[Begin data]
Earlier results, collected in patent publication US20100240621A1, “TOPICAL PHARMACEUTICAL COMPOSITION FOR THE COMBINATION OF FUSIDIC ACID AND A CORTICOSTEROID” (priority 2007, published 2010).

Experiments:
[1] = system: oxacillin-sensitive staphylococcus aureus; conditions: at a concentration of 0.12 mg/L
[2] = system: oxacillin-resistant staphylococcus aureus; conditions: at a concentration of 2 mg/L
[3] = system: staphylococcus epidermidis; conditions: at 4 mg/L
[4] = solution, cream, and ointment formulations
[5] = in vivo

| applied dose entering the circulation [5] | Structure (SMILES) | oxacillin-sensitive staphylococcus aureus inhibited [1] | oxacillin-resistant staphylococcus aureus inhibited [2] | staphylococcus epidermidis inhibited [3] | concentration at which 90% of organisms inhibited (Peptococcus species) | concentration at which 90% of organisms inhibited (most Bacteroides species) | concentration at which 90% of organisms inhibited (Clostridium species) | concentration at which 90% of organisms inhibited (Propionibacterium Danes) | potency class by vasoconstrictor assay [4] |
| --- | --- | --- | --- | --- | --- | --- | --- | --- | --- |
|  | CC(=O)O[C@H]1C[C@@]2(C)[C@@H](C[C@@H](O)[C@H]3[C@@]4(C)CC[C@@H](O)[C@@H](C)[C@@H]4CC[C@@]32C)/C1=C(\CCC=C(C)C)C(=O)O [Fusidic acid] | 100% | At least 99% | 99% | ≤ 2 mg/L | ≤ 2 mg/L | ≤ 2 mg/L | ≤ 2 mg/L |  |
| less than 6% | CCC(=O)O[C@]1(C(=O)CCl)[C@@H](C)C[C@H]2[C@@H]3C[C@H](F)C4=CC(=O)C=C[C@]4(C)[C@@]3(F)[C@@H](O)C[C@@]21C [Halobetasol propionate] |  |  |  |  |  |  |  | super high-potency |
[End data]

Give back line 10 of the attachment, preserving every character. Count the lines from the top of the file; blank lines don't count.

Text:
|  | CC(=O)O[C@H]1C[C@@]2(C)[C@@H](C[C@@H](O)[C@H]3[C@@]4(C)CC[C@@H](O)[C@@H](C)[C@@H]4CC[C@@]32C)/C1=C(\CCC=C(C)C)C(=O)O [Fusidic acid] | 100% | At least 99% | 99% | ≤ 2 mg/L | ≤ 2 mg/L | ≤ 2 mg/L | ≤ 2 mg/L |  |